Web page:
In today's economy, education is the passport to success - but it doesn't necessarily have to be a four-year degree. Half of all U.S. jobs today can be defined as 'middle skill' - requiring a two-year associate's degree or some post-high school technical training. Over the next five years, one of every two new jobs will continue to fall into this category.
In Indiana, many of these jobs are in advanced manufacturing and logistics; manufacturing positions pay an average of 40% above the state's median income, while logistics jobs pay 30% more. These are jobs with bright futures that your students can be proud of. In today's high-tech facilities, it's not about standing at an assembly line all day - it's working with the latest technologies at some of the most innovative companies in the world.
These are fast-paced, engaging careers that require the critical thinking and analytical skills gained through specialized training. Because perceptions are stuck in the past, students and workers are not exploring the advanced manufacturing and logistics careers of the future. The truth is that today's logistics and manufacturing professionals are more likely to work on a team, with computers and advanced robotic systems, than stand at a line performing repetitive tasks - and we need to help them understand that.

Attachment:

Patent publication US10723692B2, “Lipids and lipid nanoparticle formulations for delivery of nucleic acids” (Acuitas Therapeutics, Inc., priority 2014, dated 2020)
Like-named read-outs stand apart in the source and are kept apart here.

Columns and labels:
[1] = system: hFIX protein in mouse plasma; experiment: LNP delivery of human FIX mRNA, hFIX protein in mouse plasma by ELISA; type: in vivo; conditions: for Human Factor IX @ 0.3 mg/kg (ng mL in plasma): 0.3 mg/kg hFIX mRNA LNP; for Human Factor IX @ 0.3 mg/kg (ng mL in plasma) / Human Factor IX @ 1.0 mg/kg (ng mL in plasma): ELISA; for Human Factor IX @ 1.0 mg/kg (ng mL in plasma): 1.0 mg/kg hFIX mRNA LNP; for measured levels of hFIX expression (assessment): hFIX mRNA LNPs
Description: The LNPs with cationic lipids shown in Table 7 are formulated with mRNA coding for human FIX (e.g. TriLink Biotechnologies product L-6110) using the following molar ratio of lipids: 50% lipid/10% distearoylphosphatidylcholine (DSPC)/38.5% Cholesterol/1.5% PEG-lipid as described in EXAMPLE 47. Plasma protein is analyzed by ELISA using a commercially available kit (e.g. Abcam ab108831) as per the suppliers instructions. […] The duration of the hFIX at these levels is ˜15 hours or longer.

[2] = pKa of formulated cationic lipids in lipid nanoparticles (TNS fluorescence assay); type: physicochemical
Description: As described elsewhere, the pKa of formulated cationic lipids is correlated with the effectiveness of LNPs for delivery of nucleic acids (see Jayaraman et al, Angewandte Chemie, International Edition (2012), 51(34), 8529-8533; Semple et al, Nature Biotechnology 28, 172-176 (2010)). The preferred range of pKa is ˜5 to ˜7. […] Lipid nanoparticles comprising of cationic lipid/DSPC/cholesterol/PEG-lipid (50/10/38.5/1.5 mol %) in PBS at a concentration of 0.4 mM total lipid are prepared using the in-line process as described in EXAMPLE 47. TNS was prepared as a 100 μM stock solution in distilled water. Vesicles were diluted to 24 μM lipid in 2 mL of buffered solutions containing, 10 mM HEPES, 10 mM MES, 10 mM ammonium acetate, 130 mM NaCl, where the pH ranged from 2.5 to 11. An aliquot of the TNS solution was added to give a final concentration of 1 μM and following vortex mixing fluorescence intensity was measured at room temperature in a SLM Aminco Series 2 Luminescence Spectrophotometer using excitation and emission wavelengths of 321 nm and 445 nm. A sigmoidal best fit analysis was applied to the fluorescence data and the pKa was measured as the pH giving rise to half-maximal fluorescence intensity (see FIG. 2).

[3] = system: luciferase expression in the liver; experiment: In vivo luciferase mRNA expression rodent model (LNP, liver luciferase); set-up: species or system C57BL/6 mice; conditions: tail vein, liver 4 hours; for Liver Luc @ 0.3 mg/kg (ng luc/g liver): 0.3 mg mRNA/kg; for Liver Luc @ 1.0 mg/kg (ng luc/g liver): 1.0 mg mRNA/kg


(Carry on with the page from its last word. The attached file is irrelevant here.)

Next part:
Manufacturing and logistics could be promising fields for students in your classrooms who aren't sure about their plan after high school, have a mechanical aptitude or just a knack for figuring out how things work. Let them know that a high school diploma by itself just doesn't cut it - the key to success in today's economy is continuing education beyond 12th grade.